The Berean Expositor
Volume 7 - Page 28 of 133
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It is common mistake to speak of the soul of man as something separate from himself;
Gen. 2: 7 does not say man became the possessor for the time of a living soul, but that
man himself became a living soul. A living man is a living soul, a dead man is a dead
soul, an immaterial independent "spiritual" something is not the "soul" of the Bible. The
Hebrew word "soul" (nephesh) is closely related to the word "to breathe", which is
naphach. Ex. 23: 12, "be refreshed", naphash, have time to breathe. The Hebrew word
"nostril" is also similarly connected, aph meaning a breathing organ. Seeing the close
connection that the inspired language makes between "soul", "breath", and "nostril", and
having seen sufficient to dispose of the general teaching that the soul is synonymous with
the spirit, we may be able to learn the lesson of man's lowly place from Gen. 2: 7,
instead of finding there a God-breathed immortality. We have often heard the idea urged
that the fact that God breathed into Adam must of necessity convey to Adam something
of the Divine nature. "The breath" of life of Gen. 2: 7 is used in Josh. 10: 40 ("utterly
destroyed all that breathed") as an equivalent for "soul" in verse 37 ("utterly destroyed
all the souls"). So also Josh. 11: 11, 14. Has it ever struck the reader that the "nostrils"
are a strange entrance for immortality to enter into man? The fact that man is one whose
"breath is in his nostrils" is used in the Scriptures to indicate his helplessness; if tradition
were truth it would lend encouragement to the doctrine that man by nature is allied with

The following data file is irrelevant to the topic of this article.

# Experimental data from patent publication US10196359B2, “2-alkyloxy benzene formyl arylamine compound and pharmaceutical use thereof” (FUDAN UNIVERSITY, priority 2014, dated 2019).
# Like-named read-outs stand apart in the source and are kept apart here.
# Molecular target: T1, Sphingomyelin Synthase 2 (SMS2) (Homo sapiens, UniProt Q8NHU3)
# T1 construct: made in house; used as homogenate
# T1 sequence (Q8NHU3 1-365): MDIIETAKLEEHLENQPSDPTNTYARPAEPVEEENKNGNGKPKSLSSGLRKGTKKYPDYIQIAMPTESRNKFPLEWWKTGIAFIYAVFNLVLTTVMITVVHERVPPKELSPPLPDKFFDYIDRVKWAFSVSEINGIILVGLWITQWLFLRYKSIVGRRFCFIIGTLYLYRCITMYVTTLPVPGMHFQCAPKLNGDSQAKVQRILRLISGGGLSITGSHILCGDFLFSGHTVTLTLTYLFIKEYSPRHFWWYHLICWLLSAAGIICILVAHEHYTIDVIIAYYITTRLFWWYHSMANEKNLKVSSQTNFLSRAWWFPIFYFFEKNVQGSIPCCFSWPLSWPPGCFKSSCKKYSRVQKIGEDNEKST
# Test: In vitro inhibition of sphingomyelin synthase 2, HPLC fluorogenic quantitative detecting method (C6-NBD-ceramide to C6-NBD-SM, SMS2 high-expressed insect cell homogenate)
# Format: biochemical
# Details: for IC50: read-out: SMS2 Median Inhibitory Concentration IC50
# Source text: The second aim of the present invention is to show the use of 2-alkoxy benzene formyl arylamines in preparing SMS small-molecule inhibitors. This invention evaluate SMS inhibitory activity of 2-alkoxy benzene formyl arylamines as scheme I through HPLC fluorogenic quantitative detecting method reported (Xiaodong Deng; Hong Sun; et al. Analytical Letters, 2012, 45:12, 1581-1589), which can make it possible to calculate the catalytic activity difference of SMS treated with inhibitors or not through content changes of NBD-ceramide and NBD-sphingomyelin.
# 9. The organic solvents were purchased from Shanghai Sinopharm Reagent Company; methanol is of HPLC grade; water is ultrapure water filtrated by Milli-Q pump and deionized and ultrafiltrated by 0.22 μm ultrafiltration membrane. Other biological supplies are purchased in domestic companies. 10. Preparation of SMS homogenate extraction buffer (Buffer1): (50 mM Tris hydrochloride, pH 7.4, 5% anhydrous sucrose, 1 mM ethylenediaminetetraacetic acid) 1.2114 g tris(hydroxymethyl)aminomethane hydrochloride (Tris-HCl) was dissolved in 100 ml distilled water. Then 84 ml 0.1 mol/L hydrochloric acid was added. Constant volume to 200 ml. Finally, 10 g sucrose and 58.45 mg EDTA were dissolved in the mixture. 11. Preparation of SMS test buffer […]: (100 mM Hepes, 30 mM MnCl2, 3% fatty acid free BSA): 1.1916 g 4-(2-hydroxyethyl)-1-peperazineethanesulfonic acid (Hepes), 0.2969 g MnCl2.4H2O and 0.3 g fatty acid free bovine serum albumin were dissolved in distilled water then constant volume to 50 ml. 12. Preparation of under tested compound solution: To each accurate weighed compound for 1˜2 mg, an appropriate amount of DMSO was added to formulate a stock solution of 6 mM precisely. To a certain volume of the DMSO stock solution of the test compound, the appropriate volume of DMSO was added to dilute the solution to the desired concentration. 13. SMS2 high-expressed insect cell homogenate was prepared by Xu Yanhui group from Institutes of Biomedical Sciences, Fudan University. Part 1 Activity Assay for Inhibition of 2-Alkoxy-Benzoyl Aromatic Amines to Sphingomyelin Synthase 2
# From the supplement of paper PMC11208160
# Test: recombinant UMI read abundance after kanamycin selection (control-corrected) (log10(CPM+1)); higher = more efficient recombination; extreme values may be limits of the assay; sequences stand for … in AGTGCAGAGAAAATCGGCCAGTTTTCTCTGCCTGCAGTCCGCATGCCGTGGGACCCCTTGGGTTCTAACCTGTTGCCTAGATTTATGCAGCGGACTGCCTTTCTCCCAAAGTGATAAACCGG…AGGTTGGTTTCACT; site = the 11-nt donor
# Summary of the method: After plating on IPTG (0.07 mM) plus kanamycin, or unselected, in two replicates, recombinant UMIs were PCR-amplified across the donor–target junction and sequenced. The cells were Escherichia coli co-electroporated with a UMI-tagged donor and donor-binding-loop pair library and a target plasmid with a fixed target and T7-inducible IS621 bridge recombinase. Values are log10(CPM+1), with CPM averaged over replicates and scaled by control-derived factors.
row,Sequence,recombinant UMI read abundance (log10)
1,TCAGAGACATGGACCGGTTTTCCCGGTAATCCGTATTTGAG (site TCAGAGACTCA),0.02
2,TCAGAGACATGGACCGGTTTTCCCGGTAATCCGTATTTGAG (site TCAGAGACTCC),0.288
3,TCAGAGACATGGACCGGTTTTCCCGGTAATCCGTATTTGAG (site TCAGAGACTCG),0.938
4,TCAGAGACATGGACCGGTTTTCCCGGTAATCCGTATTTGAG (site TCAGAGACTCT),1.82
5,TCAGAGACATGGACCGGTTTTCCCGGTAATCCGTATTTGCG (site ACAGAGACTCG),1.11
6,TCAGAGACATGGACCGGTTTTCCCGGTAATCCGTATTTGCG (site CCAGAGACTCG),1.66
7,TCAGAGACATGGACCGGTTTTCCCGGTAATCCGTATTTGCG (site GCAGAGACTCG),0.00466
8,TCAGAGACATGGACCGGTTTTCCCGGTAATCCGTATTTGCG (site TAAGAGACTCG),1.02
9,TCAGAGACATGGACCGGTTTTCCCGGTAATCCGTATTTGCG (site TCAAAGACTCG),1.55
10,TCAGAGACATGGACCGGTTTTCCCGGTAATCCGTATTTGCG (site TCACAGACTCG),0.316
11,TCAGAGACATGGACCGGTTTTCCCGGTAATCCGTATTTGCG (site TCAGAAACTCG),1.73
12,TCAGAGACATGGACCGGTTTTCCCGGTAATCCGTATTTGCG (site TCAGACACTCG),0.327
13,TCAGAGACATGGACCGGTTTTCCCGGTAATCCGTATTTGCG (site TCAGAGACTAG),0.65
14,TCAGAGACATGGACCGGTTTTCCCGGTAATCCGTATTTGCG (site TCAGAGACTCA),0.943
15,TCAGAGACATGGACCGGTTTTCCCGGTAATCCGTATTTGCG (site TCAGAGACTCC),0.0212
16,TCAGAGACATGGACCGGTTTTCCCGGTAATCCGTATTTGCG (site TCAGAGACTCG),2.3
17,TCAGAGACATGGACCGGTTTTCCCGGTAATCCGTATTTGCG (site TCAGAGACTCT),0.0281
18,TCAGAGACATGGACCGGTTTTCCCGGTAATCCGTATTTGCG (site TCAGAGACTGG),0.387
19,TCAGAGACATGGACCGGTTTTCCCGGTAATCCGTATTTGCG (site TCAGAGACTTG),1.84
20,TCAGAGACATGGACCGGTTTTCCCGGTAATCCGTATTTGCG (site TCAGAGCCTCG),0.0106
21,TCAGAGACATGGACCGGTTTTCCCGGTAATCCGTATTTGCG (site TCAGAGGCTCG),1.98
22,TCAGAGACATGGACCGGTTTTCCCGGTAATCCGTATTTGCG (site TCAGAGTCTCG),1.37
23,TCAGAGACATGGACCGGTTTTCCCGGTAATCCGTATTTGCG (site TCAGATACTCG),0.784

the Godhead. Gen. 2: 7 gives no warrant for teaching that there was anything spiritual
about Adam at all. As every other "soul" that was to become a "living soul", he breathed
with (not "into", see usage of Hebrew preposition beth) his nostrils the breath of life, and
man became a living soul (a "breather", nephesh). The passage does not say, "God
breathed"; it says "he breathed", and the context alone can decide to whom the "he"
We feel that it is essential, if we would not make a most fundamental error, to see the
true nature of man at his creation. As a perfect man he was placed upon the earth, but the
perfect man was "natural", not super-natural. He was "flesh and blood". He was
innocent, nevertheless he was not righteous. His communion with God was that of an
unfallen creature. All that is said of his surroundings were of a nature to attract "a living
soul", the fruit trees good for food, the garden, etc., but nothing for the spirit. I Cor. 15:
tells us that the spiritual was not first, that man as a living soul was not spiritual, he was
earthy, and flesh and blood. A being that is not spiritual cannot have a spiritual fall. If
he transgresses, his sin and his punishment must be within his own sphere. The death
penalty threatened to Adam could not have been "spiritual death" unless Adam had a
"spiritual" nature. The "spiritual" nature of man came after the fall, where faith and hope
were called into exercise, where sacrifice and worship and longing for the new life began
to take hold upon those who believed. Adam as created was placed at the head of
physical creation. From this position he fell, and that position will be taken up with
added glory by the Son of man when He comes again.